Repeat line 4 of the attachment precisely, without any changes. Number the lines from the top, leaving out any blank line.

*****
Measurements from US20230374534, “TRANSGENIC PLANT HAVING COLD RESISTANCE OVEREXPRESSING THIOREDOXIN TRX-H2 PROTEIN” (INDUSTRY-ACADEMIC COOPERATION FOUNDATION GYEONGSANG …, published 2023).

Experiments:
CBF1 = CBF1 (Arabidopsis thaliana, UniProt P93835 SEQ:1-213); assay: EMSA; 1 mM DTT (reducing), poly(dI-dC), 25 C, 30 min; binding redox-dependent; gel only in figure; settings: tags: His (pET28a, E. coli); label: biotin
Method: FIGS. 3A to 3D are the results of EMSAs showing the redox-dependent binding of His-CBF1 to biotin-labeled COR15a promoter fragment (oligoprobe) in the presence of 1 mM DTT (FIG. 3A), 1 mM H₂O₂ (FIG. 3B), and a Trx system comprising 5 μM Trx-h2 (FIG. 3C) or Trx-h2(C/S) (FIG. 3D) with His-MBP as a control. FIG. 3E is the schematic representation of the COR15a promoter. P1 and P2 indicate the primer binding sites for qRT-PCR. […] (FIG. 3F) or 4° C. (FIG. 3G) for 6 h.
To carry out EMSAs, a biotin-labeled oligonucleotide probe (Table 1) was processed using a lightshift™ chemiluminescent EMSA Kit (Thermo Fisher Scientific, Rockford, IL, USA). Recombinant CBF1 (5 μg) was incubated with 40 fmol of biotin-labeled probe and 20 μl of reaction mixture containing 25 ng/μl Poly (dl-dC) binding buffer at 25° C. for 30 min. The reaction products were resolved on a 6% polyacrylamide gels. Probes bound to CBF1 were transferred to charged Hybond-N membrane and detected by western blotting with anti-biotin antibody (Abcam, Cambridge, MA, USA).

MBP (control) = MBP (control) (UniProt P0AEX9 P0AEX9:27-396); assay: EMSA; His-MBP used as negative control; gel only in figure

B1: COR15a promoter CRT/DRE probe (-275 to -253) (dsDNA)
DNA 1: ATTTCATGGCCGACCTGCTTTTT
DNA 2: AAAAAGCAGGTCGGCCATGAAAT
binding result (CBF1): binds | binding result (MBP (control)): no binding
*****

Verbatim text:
Method: FIGS. 3A to 3D are the results of EMSAs showing the redox-dependent binding of His-CBF1 to biotin-labeled COR15a promoter fragment (oligoprobe) in the presence of 1 mM DTT (FIG. 3A), 1 mM H₂O₂ (FIG. 3B), and a Trx system comprising 5 μM Trx-h2 (FIG. 3C) or Trx-h2(C/S) (FIG. 3D) with His-MBP as a control. FIG. 3E is the schematic representation of the COR15a promoter. P1 and P2 indicate the primer binding sites for qRT-PCR. […] (FIG. 3F) or 4° C. (FIG. 3G) for 6 h.